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Events like this plus, many others happening in the area, encourage a sense of community and a LOT of smiling. Total strangers were talking with each other – about the weather (yes, it’s a typically Canadian pass-time), about the ships, about their families and pets and generally getting to know each other. Some shared photo tips. Some just smiled and said hello – but the general feeling was SO nice, especially given the current world-wide political climate. There was no talk of politics, terrorism or general angst. Just a variety of people enjoying the day and an experience, together.

Coming up next? A chocolate festival, a celebration of all things blueberry, the annual giant Flea Market (this week-end) in Sussex, the Kings County Agricultural Fair, the Balloon Fiesta and SO MUCH MORE. So, don’t give up on the season yet – there’s still lots of time to enjoy the weather and events that make it special!

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Summer days are flying by!

Summer days are flying by much too quickly. Not quite two months past the summer equinox, our days are noticeably shorter, especially for those of us who tend to arise with or before sunrise. Those who’ve been enjoying long summer evenings are finding the light for their outdoor activities is disappearing quickly too.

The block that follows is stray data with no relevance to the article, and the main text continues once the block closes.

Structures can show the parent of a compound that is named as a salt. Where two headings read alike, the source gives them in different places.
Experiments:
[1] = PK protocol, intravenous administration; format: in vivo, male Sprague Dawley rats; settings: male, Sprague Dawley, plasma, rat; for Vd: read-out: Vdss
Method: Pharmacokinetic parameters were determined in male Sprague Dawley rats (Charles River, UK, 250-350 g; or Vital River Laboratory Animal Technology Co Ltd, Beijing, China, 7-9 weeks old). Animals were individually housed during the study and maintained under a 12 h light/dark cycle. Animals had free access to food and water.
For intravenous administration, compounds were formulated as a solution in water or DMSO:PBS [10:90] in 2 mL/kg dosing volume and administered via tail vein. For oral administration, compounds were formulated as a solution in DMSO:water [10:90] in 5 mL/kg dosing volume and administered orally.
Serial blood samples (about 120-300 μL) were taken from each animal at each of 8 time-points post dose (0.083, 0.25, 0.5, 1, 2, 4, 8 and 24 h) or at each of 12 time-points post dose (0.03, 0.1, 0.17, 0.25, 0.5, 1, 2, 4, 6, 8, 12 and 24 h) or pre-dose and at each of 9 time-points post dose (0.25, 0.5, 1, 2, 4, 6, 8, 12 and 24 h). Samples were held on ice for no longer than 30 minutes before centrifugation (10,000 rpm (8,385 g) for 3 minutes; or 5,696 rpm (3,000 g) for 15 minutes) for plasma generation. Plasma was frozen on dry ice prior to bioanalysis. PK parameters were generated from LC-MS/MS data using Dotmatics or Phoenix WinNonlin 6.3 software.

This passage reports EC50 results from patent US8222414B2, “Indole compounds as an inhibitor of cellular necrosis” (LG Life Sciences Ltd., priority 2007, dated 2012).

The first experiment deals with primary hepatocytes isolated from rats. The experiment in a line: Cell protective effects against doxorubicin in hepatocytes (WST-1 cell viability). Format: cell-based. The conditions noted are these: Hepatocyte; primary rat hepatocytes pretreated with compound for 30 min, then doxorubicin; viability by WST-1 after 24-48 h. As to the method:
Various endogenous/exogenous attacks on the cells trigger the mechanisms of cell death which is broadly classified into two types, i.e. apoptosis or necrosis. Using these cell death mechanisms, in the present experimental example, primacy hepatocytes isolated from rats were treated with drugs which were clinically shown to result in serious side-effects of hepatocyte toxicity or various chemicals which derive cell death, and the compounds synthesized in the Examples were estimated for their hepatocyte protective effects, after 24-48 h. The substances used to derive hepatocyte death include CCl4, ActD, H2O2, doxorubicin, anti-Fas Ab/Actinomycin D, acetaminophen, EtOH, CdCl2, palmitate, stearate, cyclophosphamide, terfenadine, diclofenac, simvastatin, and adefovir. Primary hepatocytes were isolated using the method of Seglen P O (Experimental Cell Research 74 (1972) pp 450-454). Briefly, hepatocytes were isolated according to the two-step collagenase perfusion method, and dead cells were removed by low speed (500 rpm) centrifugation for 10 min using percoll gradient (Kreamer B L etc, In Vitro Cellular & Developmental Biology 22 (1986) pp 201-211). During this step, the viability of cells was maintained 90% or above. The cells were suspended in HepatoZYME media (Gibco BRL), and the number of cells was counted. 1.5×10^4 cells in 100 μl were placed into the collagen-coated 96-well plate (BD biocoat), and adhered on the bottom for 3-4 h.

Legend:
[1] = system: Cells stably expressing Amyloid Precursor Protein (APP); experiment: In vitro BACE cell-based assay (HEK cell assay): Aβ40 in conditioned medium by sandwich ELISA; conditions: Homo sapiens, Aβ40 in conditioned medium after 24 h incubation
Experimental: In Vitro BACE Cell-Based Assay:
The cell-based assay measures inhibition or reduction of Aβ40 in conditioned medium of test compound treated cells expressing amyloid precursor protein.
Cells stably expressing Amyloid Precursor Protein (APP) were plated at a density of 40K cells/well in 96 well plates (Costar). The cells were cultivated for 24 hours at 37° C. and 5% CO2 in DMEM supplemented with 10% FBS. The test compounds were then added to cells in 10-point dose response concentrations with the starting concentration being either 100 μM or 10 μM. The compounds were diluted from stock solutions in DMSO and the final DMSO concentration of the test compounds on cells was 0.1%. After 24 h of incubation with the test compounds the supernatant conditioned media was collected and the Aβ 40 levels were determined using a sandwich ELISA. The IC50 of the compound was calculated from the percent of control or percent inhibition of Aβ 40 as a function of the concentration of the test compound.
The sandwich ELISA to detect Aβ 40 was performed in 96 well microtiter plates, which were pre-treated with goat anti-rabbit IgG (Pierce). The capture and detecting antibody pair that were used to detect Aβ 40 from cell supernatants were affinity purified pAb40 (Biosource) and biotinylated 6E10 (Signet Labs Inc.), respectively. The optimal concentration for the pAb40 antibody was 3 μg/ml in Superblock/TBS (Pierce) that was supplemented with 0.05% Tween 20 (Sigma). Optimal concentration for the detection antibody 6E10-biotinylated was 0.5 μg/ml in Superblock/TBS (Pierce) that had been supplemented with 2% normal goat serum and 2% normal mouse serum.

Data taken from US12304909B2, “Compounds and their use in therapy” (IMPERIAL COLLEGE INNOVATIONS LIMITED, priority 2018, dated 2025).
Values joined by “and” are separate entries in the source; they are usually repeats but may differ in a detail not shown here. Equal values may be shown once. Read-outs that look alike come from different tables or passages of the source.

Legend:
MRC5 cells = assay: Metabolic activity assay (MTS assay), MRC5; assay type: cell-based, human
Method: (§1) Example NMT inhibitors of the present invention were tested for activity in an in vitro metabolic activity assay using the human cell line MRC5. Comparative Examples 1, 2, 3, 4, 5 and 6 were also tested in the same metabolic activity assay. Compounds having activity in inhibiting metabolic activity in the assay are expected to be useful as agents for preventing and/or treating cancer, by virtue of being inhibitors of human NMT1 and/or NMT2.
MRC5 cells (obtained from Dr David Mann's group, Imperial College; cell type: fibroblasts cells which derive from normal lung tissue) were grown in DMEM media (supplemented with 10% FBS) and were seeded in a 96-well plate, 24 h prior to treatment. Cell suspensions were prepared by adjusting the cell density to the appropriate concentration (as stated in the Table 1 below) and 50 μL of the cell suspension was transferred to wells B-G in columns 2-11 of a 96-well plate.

But, it’s still warm and people are still out and about enjoying themselves with summer pursuits.

Children enjoying a dip in Bennett Lake in #FundyNationalPark

And the adult pursuits are a bit more leisurely, but no less fun for the participants.

Kayaking on Bennett Lake in #FundyNationalPark

As summer winds down into fall, the days get shorter and colder, and the kids return to school we’ll see more of this…

Relaxing in the Big Red Chairs

Also, have you noticed that the closer we get to the end of summer, the more colourful the sunsets and moonsets become?

Bright sunset August 14, 2017

Full moon sinking behind the trees.

What a summer it has been, though. It’s the warmest and dries in over 25 years, according to The Weather Network. Although the danger of forest fires remains high, and for farmers and those on wells, the worry about adequate water for growing crops, watering livestock and keeping households running is also top of mind, for others it’s been an ideal summer for vacations, visits to the beach and travelling to see family and friends.